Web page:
December 10th, 2011
Finally move to my new webhosting company so I can post this week’s post.
I read Emotional Blackmail by Susan Forward this week, and while there is a lot to it, and a lot that does not apply to my own situation. I found myself realizing that while I don’t let others blackmail me, I may be doing it for them. I have hot buttons from my past, that I use against myself to control my current behavior. I scare myself into behaving certain ways, even though I don’t want to. So here they are, and my attempts to disarm them.
Fear of anger or raised voices. There was hardly ever any yelling in my house as a child. Occasionally, my brother or I got yelled at, but mostly when we were too young to remember or doing something dangerous. But there was a single instance where my father yelled at my mother, called her a bad name, and she left the house. I heard the yelling, I still don’t know what it was about, and I saw her drive away. She came back, I don’t remember how long it took, but that set a hot button in my developing mind. Yelling and anger equals a loved one leaving. I struggle with that one, I fear raising anger, I fear conflict. I have become a peacemaker, which is not bad, unless it is at the expense of my own needs or wants. I blackmail myself – don’t do that, it’ll make them angry. You don’t want to see them angry. What if you make them so angry they just leave? Which is unfair to the other person, I’m not giving them a chance – to react to what I want, or to show that it doesn’t make them angry. And unfair to myself – I am not being true to who I am.
Emotional responsibility. I know I’ve talked about this before. Especially in the Ethical Slut posts. But I find it hard to not feel responsible when my partners are sad/upset/depressed. Or at least responsible for making them feel better, or to avoid causing those feelings. Obviously, none of us wants to upset our partners, but I can also take this too far, into blackmail. Don’t say that, you’ll only upset him. It’s not really that important, you don’t want to make him feel bad. Look at how miserable he is, how could you do that? But I am not the gauge of what will make a person sad. I am not responsible for how they react and deal with things. I should not avoid things because they’re uncomfortable to talk about. It only leads to deception and bottling, which is way worse than a few tears before things get worked out. I can offer to help, and keep talking through things. But I should not try to stop someone else feeling their own emotions and reactions.
Self worth. I’ve often struggled with replacement fears since becoming poly. I’ve always struggled with my self image and self esteem. Those things have been growing by leaps and bounds since I found a community here that loves and supports me for who I am. But there’s a hot button left over from college and my second boyfriend. I tried to date him a second time(or was it a third, I had an odd dating record), late in my sophomore year. He told me, he didn’t need the ego boost that dating me gave him anymore. He was popular now. What a strange thing to say, and even odder still to internalize. What it wrote in my head was, I’m only needed by guys who aren’t confident or popular, I’m just an ego boost until someone better comes along. This has played a major role in my replacement fears – worrying the new girl is better than me, so I won’t be needed anymore. It took a much stronger sense of self, this last time, to not go there. I am finally fully confident in my worth, and did not feel that I even Could be replaced.
August 3rd, 2011
I was going to do the posts close together, but things keep getting busy. So, here’s the second post on The Ethical Slut, part II. This one focuses on Jealousy and Fear.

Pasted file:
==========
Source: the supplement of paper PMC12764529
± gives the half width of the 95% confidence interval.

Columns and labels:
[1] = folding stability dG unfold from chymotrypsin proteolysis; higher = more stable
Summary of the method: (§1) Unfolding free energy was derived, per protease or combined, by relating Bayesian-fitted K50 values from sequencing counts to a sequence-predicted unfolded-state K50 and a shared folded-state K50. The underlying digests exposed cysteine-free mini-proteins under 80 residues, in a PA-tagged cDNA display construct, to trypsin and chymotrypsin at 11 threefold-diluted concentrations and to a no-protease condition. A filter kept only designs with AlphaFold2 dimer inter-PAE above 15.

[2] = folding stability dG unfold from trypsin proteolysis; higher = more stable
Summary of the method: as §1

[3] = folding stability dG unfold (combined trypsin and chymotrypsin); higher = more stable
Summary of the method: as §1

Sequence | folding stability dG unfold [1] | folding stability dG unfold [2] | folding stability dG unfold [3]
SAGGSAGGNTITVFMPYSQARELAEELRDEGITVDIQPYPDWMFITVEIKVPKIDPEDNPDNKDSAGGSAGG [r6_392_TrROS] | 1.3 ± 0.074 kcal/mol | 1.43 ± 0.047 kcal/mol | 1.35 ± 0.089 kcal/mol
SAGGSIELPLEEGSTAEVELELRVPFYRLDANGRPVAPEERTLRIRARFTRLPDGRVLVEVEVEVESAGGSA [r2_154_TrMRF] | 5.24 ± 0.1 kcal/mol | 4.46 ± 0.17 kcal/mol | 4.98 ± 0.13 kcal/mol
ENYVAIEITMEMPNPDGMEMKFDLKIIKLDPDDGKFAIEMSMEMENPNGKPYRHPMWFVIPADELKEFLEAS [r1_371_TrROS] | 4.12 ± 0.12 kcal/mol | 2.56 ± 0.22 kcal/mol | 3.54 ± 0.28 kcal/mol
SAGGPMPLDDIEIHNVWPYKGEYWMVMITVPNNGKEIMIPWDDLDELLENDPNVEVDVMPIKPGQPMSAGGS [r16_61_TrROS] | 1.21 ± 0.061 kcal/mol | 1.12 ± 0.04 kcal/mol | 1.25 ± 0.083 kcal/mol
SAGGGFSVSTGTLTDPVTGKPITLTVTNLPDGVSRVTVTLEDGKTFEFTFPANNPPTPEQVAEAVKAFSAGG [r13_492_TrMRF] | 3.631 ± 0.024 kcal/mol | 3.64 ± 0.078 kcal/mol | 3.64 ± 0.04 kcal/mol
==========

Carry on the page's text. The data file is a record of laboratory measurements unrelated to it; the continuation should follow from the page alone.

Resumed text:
“No one can own another person.” (117) An important thing to remember, whether or not you are poly. You do not own your partner. (We aren’t talking about Master/slave ownership agreements here, that’s another discussion.) You are not responsible for their actions, and your every moment is not about each other. It would be a rather boring life for most of us to spend every waking moment with only one other person. There are jobs, and friends, and family and hobbies and a myriad of other things that are part of life. You share your life, poly or not, with many people, things and activities.
“Jealousy may be an expression of insecurity, of fear of rejection, fear of abandonment, feeling left out, feeling not good enough, or feeling inadequate.” (134) “[Jealousy] is a part of you, a way that you express fear and hurt.” (137) Jealousy is a normal human emotion. Everyone has jealousy at some point in their lives over something. It’s natural. And it can tell you when something is important to you. If it wasn’t important, you wouldn’t react to it.
“We imagine we know his thoughts, when in fact we are thinking about our fears.” (121) Our imaginations are great creators of fear. Sometimes, our imagination just leads us to silence or inaction. I can’t be that, he’ll say this. I can’t do that, she’ll think this. I can’t ask that, he’ll say no. How do we know? We don’t, we’re just projecting our fears onto our partner.
“You actually don’t know what your partner is doing. The images you see in your mind are the perfect reflection of your own fears.” (149) Our imagination gives us false impressions of what our partner is doing with others, or while out of our sight. We are afraid of what they are doing, afraid we’ll be hurt by it. “It helps to ask, “What am I afraid might happen?”” (131) We might imagine that the other person is better at it than we are. That they’ll enjoy it more with that other person. That we will pale in comparison. We might be afraid that he won’t want us anymore, or won’t want to do a certain thing with us anymore. We can really let our imaginations run away with us. That’s why communication is so important, before and after. So that we can stay in touch with the reality of a situation.
“What are the specific images that disturb me the most?” (148) It is important to figure out what triggers your fears, insecurities and jealousy the most. To identify major issues, so they can be named(often this, is enough to take the power away), discussed and perhaps disarmed. Or, if not disarmed, perhaps agreements can be made around them, to the benefit of all involved. No one wants to make their partners unhappy.
“Jealous might actually be envy.” (134) “When I’m not taking care of getting what I want, it’s easy to get jealous and think that someone else is getting what I am not.” (137) Are there things that you want that others appear to be getting? Are you asking for those things? Can you work out a way to have the experience you are missing so that you aren’t envious of the other person? It is important to take care of yourself, and your wants and needs. Don’t give jealousy any more footholds than it already has.